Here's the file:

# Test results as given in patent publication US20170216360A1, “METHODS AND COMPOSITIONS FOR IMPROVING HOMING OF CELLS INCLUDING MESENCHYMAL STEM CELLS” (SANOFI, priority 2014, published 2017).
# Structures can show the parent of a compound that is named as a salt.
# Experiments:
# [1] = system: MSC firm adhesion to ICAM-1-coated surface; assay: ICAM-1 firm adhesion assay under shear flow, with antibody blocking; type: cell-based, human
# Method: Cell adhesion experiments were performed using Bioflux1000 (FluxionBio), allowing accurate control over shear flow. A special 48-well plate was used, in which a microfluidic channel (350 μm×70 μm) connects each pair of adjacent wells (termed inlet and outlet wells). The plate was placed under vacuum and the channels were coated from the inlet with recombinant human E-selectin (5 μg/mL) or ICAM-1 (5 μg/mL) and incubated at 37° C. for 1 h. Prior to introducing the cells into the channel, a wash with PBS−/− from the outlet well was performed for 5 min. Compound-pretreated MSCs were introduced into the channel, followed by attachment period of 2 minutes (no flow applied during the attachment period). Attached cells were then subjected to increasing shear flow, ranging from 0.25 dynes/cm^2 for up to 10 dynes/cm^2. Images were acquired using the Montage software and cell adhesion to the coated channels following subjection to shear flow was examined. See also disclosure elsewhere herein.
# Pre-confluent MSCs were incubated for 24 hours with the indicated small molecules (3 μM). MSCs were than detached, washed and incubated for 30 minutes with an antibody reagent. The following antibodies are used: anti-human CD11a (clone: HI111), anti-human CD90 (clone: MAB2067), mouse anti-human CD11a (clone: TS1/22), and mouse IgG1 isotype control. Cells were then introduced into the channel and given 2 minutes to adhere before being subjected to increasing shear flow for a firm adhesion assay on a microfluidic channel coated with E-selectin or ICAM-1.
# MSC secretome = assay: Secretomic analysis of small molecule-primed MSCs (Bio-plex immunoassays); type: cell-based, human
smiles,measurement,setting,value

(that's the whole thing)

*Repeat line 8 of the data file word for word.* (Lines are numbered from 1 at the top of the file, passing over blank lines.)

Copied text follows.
smiles,measurement,setting,value